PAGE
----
When hiring I try to keep in mind the overall goals we’re trying to achieve and match people to those goals rather than to titles. What if you come across a candidate that really gets content and has an incredible eye behind the camera and is a good writer? It’s okay to change your list of positions. Or rename them. Or drop some entirely.
Remember this about getting the right people to accomplish your goals and not about filling all the positions. You might not need a content strategist anda content producer if the same person can handle both. Or you might want to create a creative director position that oversees the planning and execution. Flexibility in hiring is crucial to getting the right people on board.
Get people who are interested in a lot of different things
One of the hardest parts about building a solid creative team in higher education is that if your staff is really good at what they do, they will be tempted to start looking at other jobs when the work isn’t interesting anymore. By hiring people who are interested in a lot of different subjects and practices outside of their core responsibilities, you’re opening up ways to better manage them.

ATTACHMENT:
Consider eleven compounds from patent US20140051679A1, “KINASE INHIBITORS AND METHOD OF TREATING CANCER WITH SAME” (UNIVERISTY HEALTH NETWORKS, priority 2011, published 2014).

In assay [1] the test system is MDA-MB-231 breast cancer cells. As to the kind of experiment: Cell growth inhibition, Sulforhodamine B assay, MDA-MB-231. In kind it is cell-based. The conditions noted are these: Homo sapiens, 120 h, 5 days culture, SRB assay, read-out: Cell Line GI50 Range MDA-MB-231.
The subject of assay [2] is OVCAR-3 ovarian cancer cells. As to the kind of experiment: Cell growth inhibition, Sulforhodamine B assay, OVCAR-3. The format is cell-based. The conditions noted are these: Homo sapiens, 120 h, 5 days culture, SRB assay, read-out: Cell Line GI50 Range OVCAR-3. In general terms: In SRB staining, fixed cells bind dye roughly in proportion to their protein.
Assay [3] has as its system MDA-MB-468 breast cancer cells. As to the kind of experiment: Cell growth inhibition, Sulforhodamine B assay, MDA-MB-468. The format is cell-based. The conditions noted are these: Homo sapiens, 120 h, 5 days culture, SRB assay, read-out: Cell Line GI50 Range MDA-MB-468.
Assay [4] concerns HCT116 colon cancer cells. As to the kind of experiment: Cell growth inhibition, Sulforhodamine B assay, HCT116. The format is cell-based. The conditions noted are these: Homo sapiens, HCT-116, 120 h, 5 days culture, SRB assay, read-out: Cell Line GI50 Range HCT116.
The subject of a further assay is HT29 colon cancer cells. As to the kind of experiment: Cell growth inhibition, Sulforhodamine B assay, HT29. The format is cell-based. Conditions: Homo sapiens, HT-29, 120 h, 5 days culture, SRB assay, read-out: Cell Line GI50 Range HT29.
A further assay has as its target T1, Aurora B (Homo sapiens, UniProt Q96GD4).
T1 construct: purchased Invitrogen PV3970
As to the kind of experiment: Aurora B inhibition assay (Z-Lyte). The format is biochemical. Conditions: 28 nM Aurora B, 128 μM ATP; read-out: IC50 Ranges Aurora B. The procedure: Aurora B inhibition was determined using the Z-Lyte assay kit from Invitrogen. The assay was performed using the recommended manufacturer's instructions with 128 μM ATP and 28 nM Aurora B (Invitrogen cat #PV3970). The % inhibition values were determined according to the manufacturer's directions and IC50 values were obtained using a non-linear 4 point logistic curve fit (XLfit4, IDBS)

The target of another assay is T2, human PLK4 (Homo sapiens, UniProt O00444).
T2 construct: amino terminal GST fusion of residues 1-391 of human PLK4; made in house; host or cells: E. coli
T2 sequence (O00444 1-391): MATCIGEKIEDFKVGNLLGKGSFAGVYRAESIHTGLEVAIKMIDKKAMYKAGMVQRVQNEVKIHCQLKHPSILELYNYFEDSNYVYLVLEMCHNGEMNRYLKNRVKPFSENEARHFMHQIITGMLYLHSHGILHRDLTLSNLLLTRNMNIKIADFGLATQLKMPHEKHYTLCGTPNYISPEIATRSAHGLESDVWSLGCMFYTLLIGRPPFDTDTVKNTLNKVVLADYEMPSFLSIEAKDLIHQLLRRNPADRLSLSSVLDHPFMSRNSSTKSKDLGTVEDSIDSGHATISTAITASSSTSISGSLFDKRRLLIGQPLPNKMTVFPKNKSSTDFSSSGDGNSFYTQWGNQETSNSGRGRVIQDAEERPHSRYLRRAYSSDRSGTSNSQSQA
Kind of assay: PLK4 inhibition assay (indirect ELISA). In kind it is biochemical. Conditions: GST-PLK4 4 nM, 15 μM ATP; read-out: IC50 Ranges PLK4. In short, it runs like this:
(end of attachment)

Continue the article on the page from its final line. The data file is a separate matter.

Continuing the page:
But even aside from the selfish goals of making your life easier, hiring multi-versed creatives helps you build a treasure trove of idea-making. Take advantage of that. The worst thing a manager can do in this situation is to not foster a culture of dreaming.
Some of your team will be naturally inclined to speak their minds, but most probably won’t be. Encourage discussion around big ideas and products and new ways to accomplish your institution’s goals with your entire team.
Hire someone who seems a little rebellious
I write this one knowing full-well that I am this person. Knowing my own streak, there are caveats with this one:
- First, if you are rebellious, it might not be a good idea to hire someone who is overly aggressive. They’ll need to complement your own streak of daring and not necessarily exacerbate it.
- Next, if you tend to stick to party lines, you’ll need to develop some graciousness in dealing with a rebellious employee. They will turn incredibly bitter if their efforts are stymied at every turn. Leave some space for them to push. Great things can happen.